Getting Organizations Started on a Least Privilege Journey to Reduce Risk
By Joseph Carson, Chief Security Scientist,Thycotic
Organizations today typically face major challenges when seeking to implement the least privilege because built-in limits on access can impact employee productivity. If users can’t get access to an account, a service, or a device such as a printer, they have to spend time calling the IT helpdesk for a “fix.” In many cases, busy IT helpdesk workers may give users more privileges than needed to expedite the resolution of user problems. Least privilege is meant to prevent “over privileged access” by users, applications, and services to help reduce the risk of exploitation without impacting productivity.
Let’s get organizations started on the right path to a successful least privilege implementation journey. These steps highlight the key stages of activity and are meant to spur further research so you can be fully prepared with the tools you need to make the least privilege cybersecurity a reality.
Inventory Devices and Software
Produce a comprehensive inventory of your corporate devices, installed software, and software licenses. You also need to determine where applications typically are being installed from, as well as the software vendors that are approved to be used within your organization.
During the inventory process, create a list of trusted vendors, including signed certificate and trusted software sources for approved applications. These could include a software delivery solution, a software catalog, a network location, or Microsoft SharePoint. You also need to list the places you don’t want software being installed from that could include downloaded program files, email attachments, or any download locations on various devices.
With a complete device inventory, you can develop policies that incorporate trusted and untrusted privilege elevation requests. This process ensures employees can use a least privileged account to perform privileged actions based on approved policies.
Integrate Compliance and Regulations
Almost every organization faces some kind of compliance mandate or regulatory requirement. There have, for example, been major recent updates to regulations such as the Payment Card Industry Data Security Standard, National Institute of Standards and Technology, Cyber Essentials, EU General Data Protection Regulation, and the California Consumer Privacy Act. They all include requirements for data privacy meant to rein in over privileged access by users. Therefore, you must integrate compliance and regulations that apply to your organization into your data impact assessment, risk-based assessment, and privileged access management (PAM).
Combine PAM and Least Privilege to Control Access and Actions
A PAM solution helps with defining policies, discovering privileged accounts, applying security controls, auditing usage, and alerting abuse. Combining PAM with least privilege security allows an organization to elevate privilege On Demand, offer onetime passwords, and increase and decrease privileges based on dynamic risk and threats. PAM helps control privileges, so they’re available when needed, and end-users aren’t over privileged all the time.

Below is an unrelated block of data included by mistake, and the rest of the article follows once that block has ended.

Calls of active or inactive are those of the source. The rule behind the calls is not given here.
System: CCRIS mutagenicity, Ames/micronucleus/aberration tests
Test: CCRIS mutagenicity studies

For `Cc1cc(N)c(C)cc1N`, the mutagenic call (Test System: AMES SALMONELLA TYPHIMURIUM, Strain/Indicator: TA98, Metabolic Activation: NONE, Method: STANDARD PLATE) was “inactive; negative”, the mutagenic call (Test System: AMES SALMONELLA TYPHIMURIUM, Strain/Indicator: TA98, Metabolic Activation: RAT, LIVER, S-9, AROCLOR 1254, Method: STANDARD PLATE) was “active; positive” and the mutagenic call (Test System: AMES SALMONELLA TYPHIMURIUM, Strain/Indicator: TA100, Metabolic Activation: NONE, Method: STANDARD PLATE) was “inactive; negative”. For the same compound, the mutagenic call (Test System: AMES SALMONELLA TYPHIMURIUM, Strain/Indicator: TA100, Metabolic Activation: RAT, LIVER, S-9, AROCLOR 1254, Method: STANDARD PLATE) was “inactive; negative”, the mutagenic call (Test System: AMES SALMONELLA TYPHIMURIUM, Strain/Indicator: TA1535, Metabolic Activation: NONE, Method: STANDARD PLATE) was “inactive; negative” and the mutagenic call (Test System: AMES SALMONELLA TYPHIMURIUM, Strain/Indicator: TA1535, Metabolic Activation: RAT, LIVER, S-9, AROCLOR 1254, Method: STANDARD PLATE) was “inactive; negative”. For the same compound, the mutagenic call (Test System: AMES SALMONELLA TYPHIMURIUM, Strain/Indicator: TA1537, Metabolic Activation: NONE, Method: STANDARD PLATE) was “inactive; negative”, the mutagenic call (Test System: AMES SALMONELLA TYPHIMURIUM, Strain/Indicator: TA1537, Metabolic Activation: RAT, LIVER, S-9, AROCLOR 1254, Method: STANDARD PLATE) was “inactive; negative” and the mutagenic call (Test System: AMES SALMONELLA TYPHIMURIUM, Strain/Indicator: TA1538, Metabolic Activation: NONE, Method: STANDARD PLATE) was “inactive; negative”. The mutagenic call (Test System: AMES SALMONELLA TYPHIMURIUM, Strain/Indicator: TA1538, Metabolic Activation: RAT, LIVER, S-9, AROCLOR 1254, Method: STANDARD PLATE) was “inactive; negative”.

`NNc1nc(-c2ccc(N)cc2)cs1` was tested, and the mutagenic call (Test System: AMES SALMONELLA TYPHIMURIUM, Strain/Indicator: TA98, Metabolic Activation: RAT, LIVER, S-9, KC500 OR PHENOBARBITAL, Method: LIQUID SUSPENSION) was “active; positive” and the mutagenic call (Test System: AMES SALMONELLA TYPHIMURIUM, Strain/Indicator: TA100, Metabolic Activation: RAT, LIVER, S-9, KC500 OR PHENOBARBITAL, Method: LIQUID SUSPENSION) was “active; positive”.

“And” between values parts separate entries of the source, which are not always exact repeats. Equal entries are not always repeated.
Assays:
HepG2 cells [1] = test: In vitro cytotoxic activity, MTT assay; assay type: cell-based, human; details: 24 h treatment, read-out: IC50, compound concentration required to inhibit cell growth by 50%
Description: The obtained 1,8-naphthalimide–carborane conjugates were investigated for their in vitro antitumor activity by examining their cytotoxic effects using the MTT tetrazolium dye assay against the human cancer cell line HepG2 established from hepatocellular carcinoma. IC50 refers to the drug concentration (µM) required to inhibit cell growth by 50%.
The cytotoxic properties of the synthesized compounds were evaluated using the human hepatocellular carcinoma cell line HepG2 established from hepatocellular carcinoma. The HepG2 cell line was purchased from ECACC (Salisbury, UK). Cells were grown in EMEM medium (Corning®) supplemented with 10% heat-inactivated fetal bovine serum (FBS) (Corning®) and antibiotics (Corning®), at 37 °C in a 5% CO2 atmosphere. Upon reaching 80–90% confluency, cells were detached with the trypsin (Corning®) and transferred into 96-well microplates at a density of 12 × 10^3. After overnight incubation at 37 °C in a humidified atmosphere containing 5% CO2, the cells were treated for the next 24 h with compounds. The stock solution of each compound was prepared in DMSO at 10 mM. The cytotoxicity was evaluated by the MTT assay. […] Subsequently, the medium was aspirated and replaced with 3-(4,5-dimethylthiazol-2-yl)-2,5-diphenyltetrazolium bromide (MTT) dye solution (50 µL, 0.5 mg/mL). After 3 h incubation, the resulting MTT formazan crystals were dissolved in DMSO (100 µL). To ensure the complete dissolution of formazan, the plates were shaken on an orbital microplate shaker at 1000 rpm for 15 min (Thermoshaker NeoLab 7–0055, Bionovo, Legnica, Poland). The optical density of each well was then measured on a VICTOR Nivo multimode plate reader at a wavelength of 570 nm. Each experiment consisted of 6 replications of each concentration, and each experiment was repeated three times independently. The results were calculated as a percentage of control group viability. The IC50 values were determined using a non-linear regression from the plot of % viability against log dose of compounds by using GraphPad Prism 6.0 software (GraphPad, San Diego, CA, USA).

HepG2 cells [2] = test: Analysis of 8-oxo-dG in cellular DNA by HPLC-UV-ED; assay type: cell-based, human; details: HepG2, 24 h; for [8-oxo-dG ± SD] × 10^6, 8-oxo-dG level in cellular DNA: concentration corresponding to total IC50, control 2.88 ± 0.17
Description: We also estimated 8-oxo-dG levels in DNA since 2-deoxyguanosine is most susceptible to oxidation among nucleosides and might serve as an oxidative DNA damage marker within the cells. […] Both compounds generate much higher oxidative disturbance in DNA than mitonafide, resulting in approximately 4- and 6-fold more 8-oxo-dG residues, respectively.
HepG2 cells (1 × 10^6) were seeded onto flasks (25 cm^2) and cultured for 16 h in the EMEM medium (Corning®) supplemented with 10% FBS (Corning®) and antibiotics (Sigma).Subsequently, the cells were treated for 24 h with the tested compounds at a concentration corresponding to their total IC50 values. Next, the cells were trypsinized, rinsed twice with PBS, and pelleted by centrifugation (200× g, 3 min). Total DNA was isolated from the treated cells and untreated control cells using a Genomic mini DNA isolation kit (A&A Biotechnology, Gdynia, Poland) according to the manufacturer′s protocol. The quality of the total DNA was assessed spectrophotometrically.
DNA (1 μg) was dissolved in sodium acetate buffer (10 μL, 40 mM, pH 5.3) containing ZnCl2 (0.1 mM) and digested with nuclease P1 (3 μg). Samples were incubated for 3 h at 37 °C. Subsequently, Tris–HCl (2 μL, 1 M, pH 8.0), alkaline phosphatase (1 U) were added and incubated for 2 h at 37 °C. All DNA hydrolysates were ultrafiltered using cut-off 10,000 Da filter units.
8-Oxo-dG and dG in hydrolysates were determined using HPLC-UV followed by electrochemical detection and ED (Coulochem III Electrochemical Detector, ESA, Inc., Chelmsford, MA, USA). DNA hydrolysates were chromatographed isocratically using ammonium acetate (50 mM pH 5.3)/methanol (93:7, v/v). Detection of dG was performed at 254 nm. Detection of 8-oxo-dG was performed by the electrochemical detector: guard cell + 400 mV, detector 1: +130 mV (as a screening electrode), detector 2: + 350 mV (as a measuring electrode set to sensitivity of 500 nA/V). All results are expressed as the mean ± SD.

Incorporate Application Control
Application control is technology that enables an organization to elevate application privileges so trusted and approved applications can execute even if users don’t inherently have access. On the flip side, application control prevents untrusted applications from executing even if the user has the privileges that permit them to install applications. If an application is unknown, it can be “quarantined” and prevented from executing until further analysis determines whether the application is malicious or authentic.
Manage/Protect Privileges Granted to Users
Separating least privileged users from privileged accounts allows an organization much more control and security over how privileges are granted to users and determine a risk-based approach to what’s an accepted risk. This step allows the organization to adopt a zero-trust security posture that’s enforced by the least privilege strategy, reducing the risk from cyber attacks but maintaining empowered employees and productivity without the pain.
Applying the core principles of least privilege is a foundational element of your cybersecurity strategy. By removing local administrative privileges on endpoints, you reduce your attack surface and block the primary attack vector, preventing the vast majority of attacks from occurring.
Before you start implementing next-generation Endpoint Protection Platforms (EPP) or complex Endpoint Discovery and Remediation solutions (EDRs), you should consider the least privilege strategy with application control solution. Proactive protection based on least privilege means less time and resources spent detecting an infection, chasing down hackers once they’ve already entered your network, and remediating the damage.
About the Author
Joseph Carson is the Chief Security Scientist at Thycotic. Joseph is responsible for cybersecurity research in the privileged access management industry accelerating Thycotic innovation and leadership positions. He is a cybersecurity professional and ethical hacker with more than 25 years’ experience in enterprise security specializing in the blockchain, endpoint security, application security & virtualization, and privileged access management. Prior to joining Thycotic Joseph worked on innovative blockchain solutions at Guard time and spent more than 10 years in leadership roles at both Altiris and Symantec and Arellia. He is a Certified Information Systems Security Professional (CISSP) and an active member of the cyber security community frequently speaking at cybersecurity conferences globally.